Dell offers lease option to consumers When you can't teach your old PC new tricks, you need not purchase

Your computer

September 28, 1997|By Michael Himowitz

MOST PEOPLE who ask me for advice on buying a computer have a queasy feeling about the whole business. Basically, they're worried about spending a couple of grand for a machine that will be obsolete in a couple of years.

They're right -- in a way. Computers are improving so quickly that today's state-of-the-art screamer will be yesterday's PC before you know it.

But this doesn't mean a 2-year-old computer is obsolete. The Pentium 133 that I use is still quite serviceable after two years. And a computer you buy today will do whatever it's capable of doing until it dies of old age. In fact, my friend Jeff is still flogging a PC that I gave up on in 1987 because something better came along.

But as faster, fancier machines take over, older computers won't be able to run software designed for the new PCs. At some point, you'll want the old PC to do tricks that it isn't capable of performing. How long this takes depends on your technology threshold. I get the itch every couple of years. My friend Jeff -- who is not a slave to digital fashion -- is just starting to consider a new computer.

All of which brings us to a new wrinkle from Dell Computer Corp., the world's largest direct seller of PCs. If you're worried about obsolescence, Dell says, why not lease a computer from us for two years? At the end of the lease, you can buy the PC outright or lease a brand new one.

Actually, Dell has leased computers to businesses for years. But now it's trolling the consumer market, hoping to improve its margins among knowledgeable users who don't mind spending a few extra dollars for a painless way to keep up with technology. It's an intriguing idea, but whether it makes sense is another matter.

Here's how it works. You pick out a machine -- or configure one to your specifications on Dell's Web site ( You'll know how much it takes to buy the machine outright, and Dell will calculate the monthly lease payment. That should make it easy to compare, but these things are never as clean as they seem.

First, this isn't a no-money-down deal. You pay your first month's and last month's rent at the beginning of the lease. The second month's payment includes the shipping charge, plus a $55 "document processing fee." That's a hefty bit of cash up front. Afterward, you'll have 21 equal monthly payments.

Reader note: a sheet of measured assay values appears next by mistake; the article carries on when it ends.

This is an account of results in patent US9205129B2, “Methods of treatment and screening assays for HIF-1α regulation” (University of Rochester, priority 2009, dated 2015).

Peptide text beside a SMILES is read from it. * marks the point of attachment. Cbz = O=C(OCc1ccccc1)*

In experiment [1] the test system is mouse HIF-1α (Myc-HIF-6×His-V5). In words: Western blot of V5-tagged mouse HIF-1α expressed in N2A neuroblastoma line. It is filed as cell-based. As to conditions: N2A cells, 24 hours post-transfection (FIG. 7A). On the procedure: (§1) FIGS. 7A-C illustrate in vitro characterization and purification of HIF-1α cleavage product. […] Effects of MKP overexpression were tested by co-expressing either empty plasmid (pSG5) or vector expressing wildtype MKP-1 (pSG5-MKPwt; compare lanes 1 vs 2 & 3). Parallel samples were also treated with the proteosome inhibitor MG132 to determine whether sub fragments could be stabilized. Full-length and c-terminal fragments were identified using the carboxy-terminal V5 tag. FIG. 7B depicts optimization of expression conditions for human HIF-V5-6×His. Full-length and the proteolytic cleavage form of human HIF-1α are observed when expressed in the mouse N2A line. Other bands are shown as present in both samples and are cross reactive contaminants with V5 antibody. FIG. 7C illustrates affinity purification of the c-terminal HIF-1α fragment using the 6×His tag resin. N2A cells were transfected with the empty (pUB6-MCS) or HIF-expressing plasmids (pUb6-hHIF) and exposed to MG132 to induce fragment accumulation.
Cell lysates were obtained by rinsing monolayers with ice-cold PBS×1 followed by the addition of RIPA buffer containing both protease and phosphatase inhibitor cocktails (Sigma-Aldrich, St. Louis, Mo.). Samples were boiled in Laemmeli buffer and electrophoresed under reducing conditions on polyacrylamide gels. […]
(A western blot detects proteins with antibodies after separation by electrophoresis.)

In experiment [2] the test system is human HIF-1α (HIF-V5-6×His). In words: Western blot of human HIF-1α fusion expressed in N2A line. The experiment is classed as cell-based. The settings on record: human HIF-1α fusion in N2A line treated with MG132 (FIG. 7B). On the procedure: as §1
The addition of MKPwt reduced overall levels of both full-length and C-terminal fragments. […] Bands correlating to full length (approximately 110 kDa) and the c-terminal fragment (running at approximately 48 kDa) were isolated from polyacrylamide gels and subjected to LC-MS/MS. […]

At the end of two years, you have a choice. If you still like the machine, you can extend the lease for six months or buy it outright for its "fair market value." If you want a newer, hotter PC, you can ship the old computer back to Dell and lease a new one, or try your luck elsewhere. So you have a lot of options to chew on.

Let's say you want to buy the machine after two years. Dell defines "fair market value" as the price quoted in the Orion Blue Book, a publication that tells you what a used computer dealer would be likely to pay for the machine. This is what makes leasing a gamble, because you don't know at the outset what the fair market value will be.

In this case, however, obsolescence works in your favor. The depreciation of computers is faster than a jet-powered bobsled going downhill in January. I asked Bill Robinson, a Dell spokesman, to come up with the blue book value of a 2-year-old computer. He found a 2-year-old Dell Pentium 90 that sold originally for $1,850. It's worth about $230 on the wholesale market today -- about 12 percent of original value.

How does leasing stack up against buying a machine outright? Well, if you don't have the cash up front and you want a computer now, it's a fine alternative. If you do have the cash, you have to consider not only the price of the machine but the "opportunity cost." That's what you could have earned if you'd left the money in the bank or the stock market.

To figure this out, I priced a well-equipped, 266 MHz Pentium II machine with a 17-inch monitor, which came to $2,515, plus $100 shipping. In real life, you'll have to figure sales tax, too, but that varies by state, so I'll ignore it.

My spreadsheet swami tells me that over two years, $2,615 invested in a 5 percent bank CD will turn into $2,883 (give or take, depending on compounding methods). Even a humdrum mutual fund with a 15 percent annual return and reinvestment plan will leave you with $3,458.

Now, let's add up all the lease payments, which total $2,995, plus the fair market value of the computer. With the 12 percent rule on the original price, that's about $310. So your total cost to lease and buy is $3,305.

The verdict? If you're a competent investor, you'll come out ahead on the lease. But we're not talking about a fortune either way.

If you want to return the PC to Dell after two years, you'll pay $100 to ship it back, whether you lease a new computer or not. But if you do lease a new machine, you have an option of paying $300 to Dell to send a technician to your house to set up the new computer, transfer your programs and files to the new machine and cart the old PC away. Not cheap, but for many users it's worth eliminating the hassle.

Pub Date: 9/28/97

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